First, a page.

Mr. Richard Holt (Langbaurgh) : On a point of order, Mr. Speaker. My point of order is much more domestic and in search of guidance. Hon. Members on both sides of the House are becoming increasingly worried about the lack of taxis coming into the House during the day and especially at night. Will you use any influence that you have to ensure either a greater supply of taxis or that alternative arrangements are made? On some nights, hon. Members may stand for 50 minutes waiting to go home.
Several Hon. Members rose--
Mr. Speaker : Of course I shall hear points of order now, but there is a long list of speakers for the subsequent debate. I fear I shall have to place a limit on speeches between 7 o'clock and 9 o'clock. I do not like doing that, but in the circumstances I shall have to do it.
Mr. Max Madden (Bradford, West) : On a point of order, Mr. Speaker. I wonder whether I could have your advice. Some time ago, as you will recollect, you said that a debate about the sale of old people's homes in Bradford was sub judice as a result of a High Court case. Strangely, that did not stop Bradford council deciding, on Tuesday, to hire private management consultants to negotiate the sale of those homes on the basis of the life expectancy of old people living in them. I attended the High Court case in London this morning and the High Court has reserved judgment. It is not known when the judgment will be made.
Mr. Madden : That is precisely the point, Mr. Speaker. In view of the present situation, will it be permissible for myself and other hon. Members who are anxious about it to raise the matter? It has been debated extensively in our own council chamber whereas we are denied the opportunity to debate it in Parliament. Would we be in order next week to raise this matter, which is important to our constituents, in view of the fact that the High Court has reserved judgment and it may be weeks before its judgment is delivered?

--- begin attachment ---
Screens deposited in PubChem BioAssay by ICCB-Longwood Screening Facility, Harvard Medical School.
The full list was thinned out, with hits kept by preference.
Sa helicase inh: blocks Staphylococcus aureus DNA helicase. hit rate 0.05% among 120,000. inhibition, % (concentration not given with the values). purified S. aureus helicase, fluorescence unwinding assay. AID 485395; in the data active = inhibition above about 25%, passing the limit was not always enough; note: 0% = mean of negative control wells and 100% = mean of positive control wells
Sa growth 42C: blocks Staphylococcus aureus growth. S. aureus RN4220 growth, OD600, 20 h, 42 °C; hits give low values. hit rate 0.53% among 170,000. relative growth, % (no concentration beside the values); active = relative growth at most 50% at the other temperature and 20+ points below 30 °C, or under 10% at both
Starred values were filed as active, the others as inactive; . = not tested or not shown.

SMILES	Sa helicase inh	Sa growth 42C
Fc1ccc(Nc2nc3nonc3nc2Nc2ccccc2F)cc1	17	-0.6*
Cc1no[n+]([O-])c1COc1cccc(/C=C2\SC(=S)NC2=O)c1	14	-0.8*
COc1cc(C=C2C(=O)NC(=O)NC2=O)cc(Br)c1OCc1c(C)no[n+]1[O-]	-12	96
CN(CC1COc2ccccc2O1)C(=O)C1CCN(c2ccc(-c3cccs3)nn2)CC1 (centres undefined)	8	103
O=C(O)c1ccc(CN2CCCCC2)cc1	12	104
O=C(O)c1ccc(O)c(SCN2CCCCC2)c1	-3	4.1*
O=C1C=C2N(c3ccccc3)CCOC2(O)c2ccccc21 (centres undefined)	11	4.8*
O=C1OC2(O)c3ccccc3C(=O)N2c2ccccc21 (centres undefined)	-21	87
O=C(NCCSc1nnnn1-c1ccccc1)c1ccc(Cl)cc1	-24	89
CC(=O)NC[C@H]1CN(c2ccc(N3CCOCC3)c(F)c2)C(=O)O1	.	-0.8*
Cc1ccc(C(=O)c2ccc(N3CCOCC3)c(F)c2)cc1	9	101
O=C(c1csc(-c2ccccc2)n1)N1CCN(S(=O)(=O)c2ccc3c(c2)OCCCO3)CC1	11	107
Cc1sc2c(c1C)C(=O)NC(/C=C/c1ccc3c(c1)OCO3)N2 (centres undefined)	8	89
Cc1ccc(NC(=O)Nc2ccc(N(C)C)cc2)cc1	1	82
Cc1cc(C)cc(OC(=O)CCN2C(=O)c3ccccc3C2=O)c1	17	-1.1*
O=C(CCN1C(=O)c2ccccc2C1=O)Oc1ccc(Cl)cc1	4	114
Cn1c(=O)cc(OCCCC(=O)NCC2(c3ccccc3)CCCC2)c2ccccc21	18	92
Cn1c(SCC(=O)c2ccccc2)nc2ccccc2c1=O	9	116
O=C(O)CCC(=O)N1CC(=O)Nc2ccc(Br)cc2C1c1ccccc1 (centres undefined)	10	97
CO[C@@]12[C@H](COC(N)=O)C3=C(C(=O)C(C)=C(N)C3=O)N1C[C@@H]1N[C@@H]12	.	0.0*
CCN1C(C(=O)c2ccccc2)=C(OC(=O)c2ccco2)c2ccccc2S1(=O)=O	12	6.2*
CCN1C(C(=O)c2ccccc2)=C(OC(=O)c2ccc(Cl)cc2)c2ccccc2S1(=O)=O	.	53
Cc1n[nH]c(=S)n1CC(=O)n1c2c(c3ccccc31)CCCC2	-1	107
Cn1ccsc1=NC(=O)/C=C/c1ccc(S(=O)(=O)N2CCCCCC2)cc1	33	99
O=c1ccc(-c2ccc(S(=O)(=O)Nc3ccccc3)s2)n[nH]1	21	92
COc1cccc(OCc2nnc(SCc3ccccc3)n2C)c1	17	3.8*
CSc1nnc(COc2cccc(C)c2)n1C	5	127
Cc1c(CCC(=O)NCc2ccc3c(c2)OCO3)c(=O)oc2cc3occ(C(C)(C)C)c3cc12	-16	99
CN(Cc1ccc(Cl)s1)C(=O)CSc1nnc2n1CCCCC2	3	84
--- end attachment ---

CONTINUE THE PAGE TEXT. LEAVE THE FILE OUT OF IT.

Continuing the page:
Mr. D. N. Campbell-Savours (Workington) : Further to an earlier point of order, Mr. Speaker. May I revert to the point of order that was raised by my hon. Friend the Member for Cunninghame, North (Mr. Wilson)? Will you confirm that, if the allegations about the hon. Member for
Column 1101Erewash (Mr. Rost) are true, he has complied with the rules of the House? He is entitled to act in that way under our rules because they do not preclude people from doing so, if they register. They can then do what they want.
Mr. Campbell-Savours : The key issue is the position of the Chairman of the Committee of Selection. A general principle is involved here. When the interests of a Member change after that Member has been appointed to a Select Committee of the House, the responsibility is placed on the Chairman of the Committee of Selection to reconsider that selection. If the hon. Member for Erewash, or any hon. Member had declared an interest prior to his selection, he might not have been selected.
Mr. Speaker : I have already said to the hon. Gentleman that issue is hypothetical. He has abused the time of the House. The matter should be drawn to the attention of the Chairman of the Committee of Selection, if the hon. Gentleman feels strongly about it. I have aleady made that point.